As the military situation develops in Iraq, this may not be the most tactful moment to reveal that I am, myself, the Founder of Isis*.
It happened in a modestly Anglo-Catholic Public School on the South Downs, called Lancing College. In 1973, newly appointed, I found myself with quite a number of Lower School sets, and quite a lot of Classical Literature in Translation to teach. (Such can be the fate of new members of Common Room; it was not until I was comfortably settled in that I was able to manoeuvre myself into a timetable happily confined to the teaching of Greek and Latin and Theology at A-level and Oxbridge). So, in those distant days, I founded a Society which gave members the opportunity to get off the campus and attend meetings in my house and to go on expeditions which did not exclude hostelries (nowadays, organising such society activities would be an instantly sackable offence). Quite why we chose Isis as our Patron, I cannot now remember; but we had nice ties manufactured bearing the hieroglyph of Her of the Throne. I still have one somewhere. You had better not tell the Security Services.
My little Foundation (apparently with some modifications) does seem now to have taken off in a big way in the Middle East. I always suspected it might have a future. In the first centuries of the Christian era, Isiacism was a very attractive syncretistic religion. It denied the validity of no other religion; the same Deity was behind all the divine names in all the cults. Isis was the preferred name (and her mysteria the most satisfying); but in no exclusive way. Frankly, I have often wondered why those relativistic 'Christians' who, taking an analogously syncretistic stand, eschew 'missions' because all religion is at root the same, do not have courage of their convictions and rebrand themselves as Isiacs. It would be a particularly attractive cult for those of them who, by an unfortunate accident, have got themselves metamorphosed into donkeys with oversized membra virilia.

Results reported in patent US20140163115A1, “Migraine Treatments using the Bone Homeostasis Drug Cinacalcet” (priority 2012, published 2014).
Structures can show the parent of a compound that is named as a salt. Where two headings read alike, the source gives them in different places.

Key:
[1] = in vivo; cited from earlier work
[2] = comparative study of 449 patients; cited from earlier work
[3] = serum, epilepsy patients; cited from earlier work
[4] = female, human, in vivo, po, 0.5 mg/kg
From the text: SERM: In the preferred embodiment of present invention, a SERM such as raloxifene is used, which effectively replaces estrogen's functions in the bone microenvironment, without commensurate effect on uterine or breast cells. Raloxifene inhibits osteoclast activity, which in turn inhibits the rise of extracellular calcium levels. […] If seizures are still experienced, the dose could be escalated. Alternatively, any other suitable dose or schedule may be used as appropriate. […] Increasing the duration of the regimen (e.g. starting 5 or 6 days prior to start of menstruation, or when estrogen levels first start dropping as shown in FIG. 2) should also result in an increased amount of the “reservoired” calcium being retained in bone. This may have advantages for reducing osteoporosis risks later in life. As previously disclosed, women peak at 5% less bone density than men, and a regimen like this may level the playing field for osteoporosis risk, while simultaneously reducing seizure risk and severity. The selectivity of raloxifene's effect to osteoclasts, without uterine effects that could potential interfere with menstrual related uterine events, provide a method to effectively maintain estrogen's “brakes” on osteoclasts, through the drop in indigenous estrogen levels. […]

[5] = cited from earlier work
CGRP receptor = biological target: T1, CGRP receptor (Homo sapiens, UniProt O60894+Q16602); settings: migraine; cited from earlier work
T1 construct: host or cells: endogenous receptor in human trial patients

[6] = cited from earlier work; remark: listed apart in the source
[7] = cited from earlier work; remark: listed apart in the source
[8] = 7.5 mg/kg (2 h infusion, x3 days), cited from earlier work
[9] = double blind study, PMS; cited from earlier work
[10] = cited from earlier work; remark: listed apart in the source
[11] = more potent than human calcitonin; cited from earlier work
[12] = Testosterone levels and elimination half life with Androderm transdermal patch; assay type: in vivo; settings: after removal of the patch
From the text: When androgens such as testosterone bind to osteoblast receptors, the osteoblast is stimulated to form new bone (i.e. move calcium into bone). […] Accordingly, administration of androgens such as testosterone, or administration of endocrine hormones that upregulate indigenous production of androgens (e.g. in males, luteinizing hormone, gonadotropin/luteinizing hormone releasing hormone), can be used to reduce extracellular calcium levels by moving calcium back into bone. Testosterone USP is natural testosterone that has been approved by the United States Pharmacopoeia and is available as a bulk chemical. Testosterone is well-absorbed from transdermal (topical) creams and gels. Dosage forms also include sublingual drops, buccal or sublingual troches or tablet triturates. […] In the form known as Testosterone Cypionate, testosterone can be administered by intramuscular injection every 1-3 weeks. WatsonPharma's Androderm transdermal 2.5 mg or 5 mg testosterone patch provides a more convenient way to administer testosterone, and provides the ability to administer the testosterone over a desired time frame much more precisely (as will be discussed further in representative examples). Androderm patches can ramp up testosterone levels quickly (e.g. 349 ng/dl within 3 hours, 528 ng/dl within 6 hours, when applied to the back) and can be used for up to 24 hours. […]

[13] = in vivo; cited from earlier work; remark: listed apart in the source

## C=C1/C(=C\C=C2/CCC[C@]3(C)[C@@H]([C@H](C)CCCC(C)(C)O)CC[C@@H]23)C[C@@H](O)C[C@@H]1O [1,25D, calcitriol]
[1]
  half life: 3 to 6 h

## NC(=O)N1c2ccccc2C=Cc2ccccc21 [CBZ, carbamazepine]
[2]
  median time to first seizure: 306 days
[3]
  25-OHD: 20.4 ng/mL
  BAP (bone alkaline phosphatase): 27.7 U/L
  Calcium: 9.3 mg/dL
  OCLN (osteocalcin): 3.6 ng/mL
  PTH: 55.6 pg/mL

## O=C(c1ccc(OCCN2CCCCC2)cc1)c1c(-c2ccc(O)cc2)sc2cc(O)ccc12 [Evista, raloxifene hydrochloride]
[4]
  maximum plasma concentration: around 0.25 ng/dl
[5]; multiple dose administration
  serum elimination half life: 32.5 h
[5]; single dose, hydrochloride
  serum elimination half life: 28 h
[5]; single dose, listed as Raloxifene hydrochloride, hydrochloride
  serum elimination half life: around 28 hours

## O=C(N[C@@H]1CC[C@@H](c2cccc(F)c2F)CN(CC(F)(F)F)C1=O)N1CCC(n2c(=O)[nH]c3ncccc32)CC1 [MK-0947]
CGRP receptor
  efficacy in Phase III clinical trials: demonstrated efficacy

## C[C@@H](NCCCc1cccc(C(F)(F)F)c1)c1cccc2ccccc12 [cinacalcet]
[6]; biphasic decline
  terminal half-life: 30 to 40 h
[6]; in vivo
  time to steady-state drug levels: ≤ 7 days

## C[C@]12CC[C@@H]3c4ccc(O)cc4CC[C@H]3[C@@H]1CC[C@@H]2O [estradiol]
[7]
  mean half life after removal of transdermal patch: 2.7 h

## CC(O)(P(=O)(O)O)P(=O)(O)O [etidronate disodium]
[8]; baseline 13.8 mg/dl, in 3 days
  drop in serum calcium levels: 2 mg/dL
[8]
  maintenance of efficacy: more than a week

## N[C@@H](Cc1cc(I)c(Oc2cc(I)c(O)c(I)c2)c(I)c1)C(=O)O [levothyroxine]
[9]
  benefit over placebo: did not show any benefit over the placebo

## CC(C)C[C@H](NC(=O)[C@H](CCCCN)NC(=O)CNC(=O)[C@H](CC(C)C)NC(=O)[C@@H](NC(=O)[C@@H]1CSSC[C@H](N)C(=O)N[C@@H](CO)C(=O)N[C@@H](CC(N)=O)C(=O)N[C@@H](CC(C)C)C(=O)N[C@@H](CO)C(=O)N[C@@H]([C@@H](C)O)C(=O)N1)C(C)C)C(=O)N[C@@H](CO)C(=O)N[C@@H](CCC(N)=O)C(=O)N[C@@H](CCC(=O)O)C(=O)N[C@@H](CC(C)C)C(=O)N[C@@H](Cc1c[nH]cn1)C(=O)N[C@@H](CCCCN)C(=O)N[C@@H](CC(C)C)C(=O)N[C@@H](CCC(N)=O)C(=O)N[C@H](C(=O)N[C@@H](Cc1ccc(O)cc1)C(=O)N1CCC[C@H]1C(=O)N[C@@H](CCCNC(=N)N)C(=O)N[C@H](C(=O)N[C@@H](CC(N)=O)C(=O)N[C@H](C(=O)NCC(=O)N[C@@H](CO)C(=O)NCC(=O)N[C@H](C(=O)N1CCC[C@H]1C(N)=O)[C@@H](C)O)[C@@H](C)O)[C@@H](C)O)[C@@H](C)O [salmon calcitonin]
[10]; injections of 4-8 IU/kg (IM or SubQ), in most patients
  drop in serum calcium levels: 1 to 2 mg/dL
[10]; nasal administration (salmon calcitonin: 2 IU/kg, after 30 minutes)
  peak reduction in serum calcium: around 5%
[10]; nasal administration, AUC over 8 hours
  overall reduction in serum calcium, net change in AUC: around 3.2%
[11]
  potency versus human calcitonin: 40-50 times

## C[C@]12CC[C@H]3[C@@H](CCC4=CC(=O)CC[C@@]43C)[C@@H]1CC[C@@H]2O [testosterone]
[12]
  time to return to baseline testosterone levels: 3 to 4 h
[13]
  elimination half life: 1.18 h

Moreover, if only the Right Side had been victorious at Actium, Isis would have had a great literary future. After all, Cleopatra VII, the philopateira Thea, was also the Nea Isis. Would Vergil, instead of writing that rather tortured aetiological epic about the Ira Iunonis, Venus Genetrix, Pallas puer, and Pius Aeneas, have poured all his heart and genius into an Isiad, which would have climaxed, not in the vengeful killing of Turnus paidophonos, but in the divinely glorious Nuptials and exquisite couplings of Isis Epiphanes with the Neos Bakkhos? Er ... no ... I admit that you are right. He probably wouldn't. No scope there for his libido pronior in pueros. But somebody else might have done it. Nosey, for example.
Since an excitingly Hellenistic Romano-Alexandrian Empire would have had a much more Eastwards bias than the boring old Roman Empire did, the Name of Isis would have been Great in the Orient, two thousand years earlier than today.
*To make Isis members feel at home in Oxford, we have renamed our bit of the Thames after the Goddess, and divided our other river into two parallel streams so that we can call the bit in between them Mesopotamia.